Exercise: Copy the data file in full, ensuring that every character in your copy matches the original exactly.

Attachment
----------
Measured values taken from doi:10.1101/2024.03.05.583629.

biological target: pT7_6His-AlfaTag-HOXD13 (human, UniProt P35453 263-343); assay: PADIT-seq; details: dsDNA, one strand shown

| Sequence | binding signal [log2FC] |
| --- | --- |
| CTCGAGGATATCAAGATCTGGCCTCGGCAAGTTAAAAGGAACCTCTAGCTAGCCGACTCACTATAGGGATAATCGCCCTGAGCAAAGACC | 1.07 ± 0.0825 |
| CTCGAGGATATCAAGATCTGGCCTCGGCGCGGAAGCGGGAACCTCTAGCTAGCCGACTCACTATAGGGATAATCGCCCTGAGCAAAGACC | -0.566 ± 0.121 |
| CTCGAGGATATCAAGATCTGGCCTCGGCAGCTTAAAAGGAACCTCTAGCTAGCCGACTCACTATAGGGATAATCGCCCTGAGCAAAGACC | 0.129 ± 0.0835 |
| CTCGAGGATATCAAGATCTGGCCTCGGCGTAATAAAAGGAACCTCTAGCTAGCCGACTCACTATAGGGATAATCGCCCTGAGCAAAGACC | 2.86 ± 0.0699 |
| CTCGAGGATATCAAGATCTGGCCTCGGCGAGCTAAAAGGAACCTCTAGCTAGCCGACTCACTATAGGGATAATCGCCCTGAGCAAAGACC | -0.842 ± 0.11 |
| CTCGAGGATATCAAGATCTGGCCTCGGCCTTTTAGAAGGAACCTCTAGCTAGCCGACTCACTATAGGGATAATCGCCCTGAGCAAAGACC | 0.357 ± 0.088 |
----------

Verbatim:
Measured values taken from doi:10.1101/2024.03.05.583629.

biological target: pT7_6His-AlfaTag-HOXD13 (human, UniProt P35453 263-343); assay: PADIT-seq; details: dsDNA, one strand shown

| Sequence | binding signal [log2FC] |
| --- | --- |
| CTCGAGGATATCAAGATCTGGCCTCGGCAAGTTAAAAGGAACCTCTAGCTAGCCGACTCACTATAGGGATAATCGCCCTGAGCAAAGACC | 1.07 ± 0.0825 |
| CTCGAGGATATCAAGATCTGGCCTCGGCGCGGAAGCGGGAACCTCTAGCTAGCCGACTCACTATAGGGATAATCGCCCTGAGCAAAGACC | -0.566 ± 0.121 |
| CTCGAGGATATCAAGATCTGGCCTCGGCAGCTTAAAAGGAACCTCTAGCTAGCCGACTCACTATAGGGATAATCGCCCTGAGCAAAGACC | 0.129 ± 0.0835 |
| CTCGAGGATATCAAGATCTGGCCTCGGCGTAATAAAAGGAACCTCTAGCTAGCCGACTCACTATAGGGATAATCGCCCTGAGCAAAGACC | 2.86 ± 0.0699 |
| CTCGAGGATATCAAGATCTGGCCTCGGCGAGCTAAAAGGAACCTCTAGCTAGCCGACTCACTATAGGGATAATCGCCCTGAGCAAAGACC | -0.842 ± 0.11 |
| CTCGAGGATATCAAGATCTGGCCTCGGCCTTTTAGAAGGAACCTCTAGCTAGCCGACTCACTATAGGGATAATCGCCCTGAGCAAAGACC | 0.357 ± 0.088 |